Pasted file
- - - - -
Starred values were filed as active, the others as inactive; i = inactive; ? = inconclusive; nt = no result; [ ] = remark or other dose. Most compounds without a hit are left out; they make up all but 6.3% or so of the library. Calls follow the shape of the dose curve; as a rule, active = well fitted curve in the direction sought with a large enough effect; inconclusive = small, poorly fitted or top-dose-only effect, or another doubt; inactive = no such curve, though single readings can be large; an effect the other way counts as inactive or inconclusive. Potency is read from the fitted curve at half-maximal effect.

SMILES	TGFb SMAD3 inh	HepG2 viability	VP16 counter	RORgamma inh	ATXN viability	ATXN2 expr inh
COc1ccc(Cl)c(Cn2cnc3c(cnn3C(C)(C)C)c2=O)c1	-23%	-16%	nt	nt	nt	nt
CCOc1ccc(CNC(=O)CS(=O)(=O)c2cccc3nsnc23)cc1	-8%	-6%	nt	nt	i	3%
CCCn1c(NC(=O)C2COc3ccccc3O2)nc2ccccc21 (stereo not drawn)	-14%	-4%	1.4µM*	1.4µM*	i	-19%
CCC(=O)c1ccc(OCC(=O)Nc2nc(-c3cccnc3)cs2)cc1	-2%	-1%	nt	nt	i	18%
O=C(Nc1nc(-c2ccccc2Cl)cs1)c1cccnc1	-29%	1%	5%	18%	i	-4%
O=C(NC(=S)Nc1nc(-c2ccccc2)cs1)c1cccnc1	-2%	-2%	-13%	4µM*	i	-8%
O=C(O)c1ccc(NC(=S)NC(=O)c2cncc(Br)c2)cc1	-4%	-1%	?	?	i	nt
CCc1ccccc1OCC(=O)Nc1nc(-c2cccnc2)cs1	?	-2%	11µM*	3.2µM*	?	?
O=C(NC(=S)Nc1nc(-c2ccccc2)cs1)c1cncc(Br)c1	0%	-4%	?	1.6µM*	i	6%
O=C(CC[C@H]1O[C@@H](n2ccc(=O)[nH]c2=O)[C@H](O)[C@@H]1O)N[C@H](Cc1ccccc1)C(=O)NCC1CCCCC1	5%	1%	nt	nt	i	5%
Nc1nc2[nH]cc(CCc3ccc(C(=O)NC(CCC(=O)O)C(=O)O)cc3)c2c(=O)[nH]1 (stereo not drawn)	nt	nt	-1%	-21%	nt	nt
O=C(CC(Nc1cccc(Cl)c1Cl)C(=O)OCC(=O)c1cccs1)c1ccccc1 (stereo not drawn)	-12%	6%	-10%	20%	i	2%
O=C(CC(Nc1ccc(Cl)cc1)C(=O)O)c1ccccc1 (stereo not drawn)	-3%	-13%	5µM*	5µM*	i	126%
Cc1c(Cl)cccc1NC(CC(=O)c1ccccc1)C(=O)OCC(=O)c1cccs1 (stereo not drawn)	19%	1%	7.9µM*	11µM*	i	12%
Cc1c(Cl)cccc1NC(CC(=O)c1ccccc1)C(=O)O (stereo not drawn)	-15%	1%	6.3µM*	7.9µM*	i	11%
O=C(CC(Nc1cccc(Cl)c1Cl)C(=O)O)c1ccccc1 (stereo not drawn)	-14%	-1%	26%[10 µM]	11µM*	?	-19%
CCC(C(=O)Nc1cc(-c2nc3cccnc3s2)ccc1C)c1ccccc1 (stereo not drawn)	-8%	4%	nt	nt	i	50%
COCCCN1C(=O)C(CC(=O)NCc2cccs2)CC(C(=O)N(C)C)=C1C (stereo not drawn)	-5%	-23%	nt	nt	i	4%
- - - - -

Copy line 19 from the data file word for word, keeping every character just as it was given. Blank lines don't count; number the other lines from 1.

CCC(C(=O)Nc1cc(-c2nc3cccnc3s2)ccc1C)c1ccccc1 (stereo not drawn)	-8%	4%	nt	nt	i	50%